If your students are new to circumlocution, you might want to scaffold the activity for them. You can start by giving the clues yourself and having all of your students guess. This lets you model the various circumlocution strategies for them while giving them listening comprehension practice. The next step could be to have students give the clues themselves, but with the support of a script or some general suggestions about how to give clues for each word. Finally, you can remove the supports and have your students use their creativity to come up with their own clues. It’s always so much fun to see what they come up with! My personal favorite was the student who described “grass” as “green Earth hair!”
The more your students practice circumlocution, the more confident they’ll become in their ability to speak Spanish, even when they don’t have the exact words they’re looking for.
This is hands down the activity my students request the most. In fact, just the other day I had some students who wouldn’t leave class because they wanted to stay and keep playing the circumlocution game! They even asked me if we could play again the next class! That kind of engagement is always a win in my book!
Another vocabulary activity that I absolutely love is one I call “ecuaciones con palabras,” or “word math.” I was inspired by the “Alchemy” line of games/apps (such as Little Alchemy), where you start with the 4 basic elements of earth, fire, air, and water, and have to combine them to keep creating new elements. For example, “fire” + “water” gives you “steam”, which you can then combine with “earth” to form “geyser,” and so on and so forth.
For once, my addiction to phone games proved helpful to my teaching! As I was playing Little Alchemy one day, it struck me that this would be a great way to practice vocabulary, so I set to work coming up with adaptations that would work for the classroom, and “word math” was born. Instead of dragging and dropping elements on top of each other, like in the app, we create equations out of our vocabulary words. For example, we might decide that “fruit” + “yellow” = “banana”.
There are a few different ways to use “word math” with students, depending on your goals and how much prep time you have:
- Option 1 (Absolutely zero prep required!): Instruct students to come up with their own equations from the vocabulary words you’re currently working with, using their textbooks or other vocabulary sheets you’ve given them as a reference. I suggest modeling a few equations on the board and then coming up with one or two as a whole class before setting them free to work individually.
- Option 2: (Very low prep): Create a list of vocabulary words related to your current unit of study that you think will be particularly well-suited to the activity and distribute it to students at the start of class. This might be especially helpful if the vocabulary list in your textbook is long and might be overwhelming to your students, or if it contains a lot of words that wouldn’t work well for forming equations. After modeling a few equations and coming up with a few as a whole class, challenge your students to see how many different logical equations they can make using only the words on the list you’ve given them.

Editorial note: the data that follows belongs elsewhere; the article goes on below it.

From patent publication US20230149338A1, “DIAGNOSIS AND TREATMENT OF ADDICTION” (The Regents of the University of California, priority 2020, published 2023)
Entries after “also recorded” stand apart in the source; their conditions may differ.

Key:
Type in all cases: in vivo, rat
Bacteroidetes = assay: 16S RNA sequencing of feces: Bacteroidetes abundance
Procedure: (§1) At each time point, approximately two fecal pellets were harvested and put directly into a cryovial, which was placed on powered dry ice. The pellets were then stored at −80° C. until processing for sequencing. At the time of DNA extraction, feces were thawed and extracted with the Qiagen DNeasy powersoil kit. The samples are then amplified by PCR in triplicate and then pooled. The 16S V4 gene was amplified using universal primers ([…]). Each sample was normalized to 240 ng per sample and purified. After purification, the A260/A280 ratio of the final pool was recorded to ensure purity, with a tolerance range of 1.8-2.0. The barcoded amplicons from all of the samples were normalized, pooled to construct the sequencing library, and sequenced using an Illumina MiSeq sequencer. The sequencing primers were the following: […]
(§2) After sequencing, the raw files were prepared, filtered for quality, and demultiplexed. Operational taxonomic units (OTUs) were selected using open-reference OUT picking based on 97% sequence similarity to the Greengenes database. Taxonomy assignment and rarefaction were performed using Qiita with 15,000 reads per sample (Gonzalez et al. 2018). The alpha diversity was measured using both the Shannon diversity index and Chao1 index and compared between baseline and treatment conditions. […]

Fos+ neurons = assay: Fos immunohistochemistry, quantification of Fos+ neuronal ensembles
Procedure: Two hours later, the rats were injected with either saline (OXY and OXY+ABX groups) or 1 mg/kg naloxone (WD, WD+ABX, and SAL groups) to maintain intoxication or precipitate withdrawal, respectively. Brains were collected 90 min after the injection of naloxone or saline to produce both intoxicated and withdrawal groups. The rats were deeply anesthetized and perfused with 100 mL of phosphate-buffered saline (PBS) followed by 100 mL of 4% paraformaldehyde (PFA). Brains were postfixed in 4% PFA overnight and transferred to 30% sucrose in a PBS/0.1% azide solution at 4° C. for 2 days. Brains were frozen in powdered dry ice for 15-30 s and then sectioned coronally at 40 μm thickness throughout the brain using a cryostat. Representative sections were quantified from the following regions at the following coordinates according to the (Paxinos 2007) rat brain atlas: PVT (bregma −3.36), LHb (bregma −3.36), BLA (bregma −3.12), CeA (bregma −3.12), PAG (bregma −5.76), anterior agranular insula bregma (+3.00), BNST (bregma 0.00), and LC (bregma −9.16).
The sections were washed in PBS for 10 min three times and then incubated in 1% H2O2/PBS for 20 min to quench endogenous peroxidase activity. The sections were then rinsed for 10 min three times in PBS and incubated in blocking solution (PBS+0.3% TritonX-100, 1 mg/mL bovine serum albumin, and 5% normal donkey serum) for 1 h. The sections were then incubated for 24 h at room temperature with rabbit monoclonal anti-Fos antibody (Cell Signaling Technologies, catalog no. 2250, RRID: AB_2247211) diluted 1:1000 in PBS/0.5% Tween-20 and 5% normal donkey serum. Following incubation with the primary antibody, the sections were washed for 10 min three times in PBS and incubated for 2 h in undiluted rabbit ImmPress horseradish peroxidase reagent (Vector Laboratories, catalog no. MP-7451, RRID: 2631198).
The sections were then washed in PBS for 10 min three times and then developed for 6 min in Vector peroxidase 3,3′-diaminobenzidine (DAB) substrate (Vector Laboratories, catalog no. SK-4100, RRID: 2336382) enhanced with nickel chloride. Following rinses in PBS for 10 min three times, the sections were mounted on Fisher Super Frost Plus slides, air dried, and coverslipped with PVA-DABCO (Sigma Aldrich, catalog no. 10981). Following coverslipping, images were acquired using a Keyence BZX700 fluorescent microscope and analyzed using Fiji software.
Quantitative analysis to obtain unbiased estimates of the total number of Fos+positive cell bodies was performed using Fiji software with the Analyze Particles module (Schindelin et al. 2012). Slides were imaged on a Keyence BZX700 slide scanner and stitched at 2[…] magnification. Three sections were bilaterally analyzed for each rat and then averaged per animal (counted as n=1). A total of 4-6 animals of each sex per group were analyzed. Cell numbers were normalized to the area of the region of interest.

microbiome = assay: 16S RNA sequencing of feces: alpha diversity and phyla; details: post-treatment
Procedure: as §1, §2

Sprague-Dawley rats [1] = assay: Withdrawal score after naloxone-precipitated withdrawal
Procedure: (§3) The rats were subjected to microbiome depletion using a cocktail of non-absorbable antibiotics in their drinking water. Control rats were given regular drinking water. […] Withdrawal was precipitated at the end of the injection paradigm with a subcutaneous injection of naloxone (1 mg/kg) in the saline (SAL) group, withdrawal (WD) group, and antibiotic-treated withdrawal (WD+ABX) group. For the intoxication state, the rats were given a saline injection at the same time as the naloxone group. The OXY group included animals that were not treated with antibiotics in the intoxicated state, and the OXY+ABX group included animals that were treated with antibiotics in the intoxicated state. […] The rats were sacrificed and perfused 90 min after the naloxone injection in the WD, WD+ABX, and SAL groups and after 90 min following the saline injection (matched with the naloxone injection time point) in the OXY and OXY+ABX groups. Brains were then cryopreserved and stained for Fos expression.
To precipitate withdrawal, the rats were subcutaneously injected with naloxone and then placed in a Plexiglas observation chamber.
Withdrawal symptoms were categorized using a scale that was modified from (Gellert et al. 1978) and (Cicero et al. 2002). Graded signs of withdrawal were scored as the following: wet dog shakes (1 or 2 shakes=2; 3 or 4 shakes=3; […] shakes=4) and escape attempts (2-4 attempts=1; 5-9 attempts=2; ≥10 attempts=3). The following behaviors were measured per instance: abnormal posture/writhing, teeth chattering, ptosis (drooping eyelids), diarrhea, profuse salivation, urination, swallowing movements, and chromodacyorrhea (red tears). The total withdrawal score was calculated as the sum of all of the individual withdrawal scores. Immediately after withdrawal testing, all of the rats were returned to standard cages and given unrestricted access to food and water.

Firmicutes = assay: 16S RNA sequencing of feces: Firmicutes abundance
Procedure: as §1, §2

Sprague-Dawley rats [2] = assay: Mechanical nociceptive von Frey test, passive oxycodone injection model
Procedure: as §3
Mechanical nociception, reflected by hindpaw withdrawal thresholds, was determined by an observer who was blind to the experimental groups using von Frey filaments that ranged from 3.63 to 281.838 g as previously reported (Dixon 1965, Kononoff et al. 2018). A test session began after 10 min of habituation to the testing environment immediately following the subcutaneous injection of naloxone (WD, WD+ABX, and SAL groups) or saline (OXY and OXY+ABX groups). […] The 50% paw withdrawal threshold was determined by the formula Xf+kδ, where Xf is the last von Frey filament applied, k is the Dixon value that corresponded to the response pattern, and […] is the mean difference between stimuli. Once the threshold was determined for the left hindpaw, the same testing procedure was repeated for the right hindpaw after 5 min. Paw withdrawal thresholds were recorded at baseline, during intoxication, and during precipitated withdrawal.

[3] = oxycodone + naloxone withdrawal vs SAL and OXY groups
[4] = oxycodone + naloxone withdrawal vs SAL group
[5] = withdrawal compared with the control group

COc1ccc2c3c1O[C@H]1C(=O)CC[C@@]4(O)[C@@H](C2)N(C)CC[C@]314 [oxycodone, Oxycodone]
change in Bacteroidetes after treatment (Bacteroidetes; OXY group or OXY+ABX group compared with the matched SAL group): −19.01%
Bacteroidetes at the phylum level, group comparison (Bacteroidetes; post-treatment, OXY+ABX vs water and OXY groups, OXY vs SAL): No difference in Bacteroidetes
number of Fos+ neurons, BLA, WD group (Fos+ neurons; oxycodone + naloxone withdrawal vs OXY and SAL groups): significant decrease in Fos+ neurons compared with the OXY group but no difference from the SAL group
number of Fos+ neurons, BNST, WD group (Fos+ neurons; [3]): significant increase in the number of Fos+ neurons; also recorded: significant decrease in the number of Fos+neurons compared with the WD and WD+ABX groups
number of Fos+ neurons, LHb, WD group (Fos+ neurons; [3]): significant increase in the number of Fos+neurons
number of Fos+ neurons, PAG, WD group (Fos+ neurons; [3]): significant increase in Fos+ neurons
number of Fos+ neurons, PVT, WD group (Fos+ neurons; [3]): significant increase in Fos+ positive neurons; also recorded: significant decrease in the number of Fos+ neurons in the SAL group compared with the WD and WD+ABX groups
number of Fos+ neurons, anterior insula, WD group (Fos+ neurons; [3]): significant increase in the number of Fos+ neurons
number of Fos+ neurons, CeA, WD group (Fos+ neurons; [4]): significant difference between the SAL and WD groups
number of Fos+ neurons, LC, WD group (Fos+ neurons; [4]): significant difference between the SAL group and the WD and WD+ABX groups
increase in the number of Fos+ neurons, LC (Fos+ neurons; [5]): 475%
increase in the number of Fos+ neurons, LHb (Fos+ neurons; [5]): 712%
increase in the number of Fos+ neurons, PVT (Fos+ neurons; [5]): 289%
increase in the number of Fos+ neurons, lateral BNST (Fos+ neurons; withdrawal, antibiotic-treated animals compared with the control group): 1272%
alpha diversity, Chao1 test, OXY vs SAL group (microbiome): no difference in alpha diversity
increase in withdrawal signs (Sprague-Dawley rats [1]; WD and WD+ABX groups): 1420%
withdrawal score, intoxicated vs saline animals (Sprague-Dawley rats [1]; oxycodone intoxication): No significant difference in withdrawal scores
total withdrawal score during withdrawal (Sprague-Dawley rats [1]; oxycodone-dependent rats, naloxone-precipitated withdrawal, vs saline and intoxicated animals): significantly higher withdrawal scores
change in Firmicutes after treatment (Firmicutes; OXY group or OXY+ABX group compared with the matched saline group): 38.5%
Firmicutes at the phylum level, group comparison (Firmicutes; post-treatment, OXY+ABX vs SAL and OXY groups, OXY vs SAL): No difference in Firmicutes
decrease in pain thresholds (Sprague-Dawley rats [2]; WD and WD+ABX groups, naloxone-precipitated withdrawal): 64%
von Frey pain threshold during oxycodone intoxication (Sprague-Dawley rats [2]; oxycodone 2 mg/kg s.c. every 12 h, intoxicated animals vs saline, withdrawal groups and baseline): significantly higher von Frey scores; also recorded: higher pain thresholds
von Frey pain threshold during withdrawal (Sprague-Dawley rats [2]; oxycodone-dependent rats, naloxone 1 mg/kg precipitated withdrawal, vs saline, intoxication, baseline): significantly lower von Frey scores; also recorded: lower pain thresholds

- Option 3: (More prep required, but also more hands-on and engaging for students!): Turn the activity into a puzzle by creating a series of equations yourself first. (I usually do 15, but you could adjust the number based on the level of your students and the amount of time you’re planning to dedicate to the activity.) Type up the equations in a large, legible font, print out as many sets as you need, and cut out all of the vocabulary words individually. (Pro tip: A paper cutter can save you massive amounts of time here! It’s also a great task for a student aide, if you have one!) Give students the individual words and have them arrange those words into logical equations. I usually like to let my students work in groups of 3-4 for this activity. It makes it more fun, lets them support each other, and also means I can cut out fewer sets of words!
This last option is especially great for stretching students’ critical thinking skills, because sometimes they come up with equations that make sense, but aren’t the ones I had originally written, which can leave them with some unusual combinations of words at the end! Then they have to go back and see what they can rearrange in order to make all of the words fit into logical equations, which is fantastic for promoting flexibility in their thinking. Of course, I always stress that it doesn’t matter if their equations are exactly the ones I had originally come up with, as long as they’re able to justify each one in a logical way. (One year I even had a student research whether or not fish could get skin cancer in order to make their final equation work!)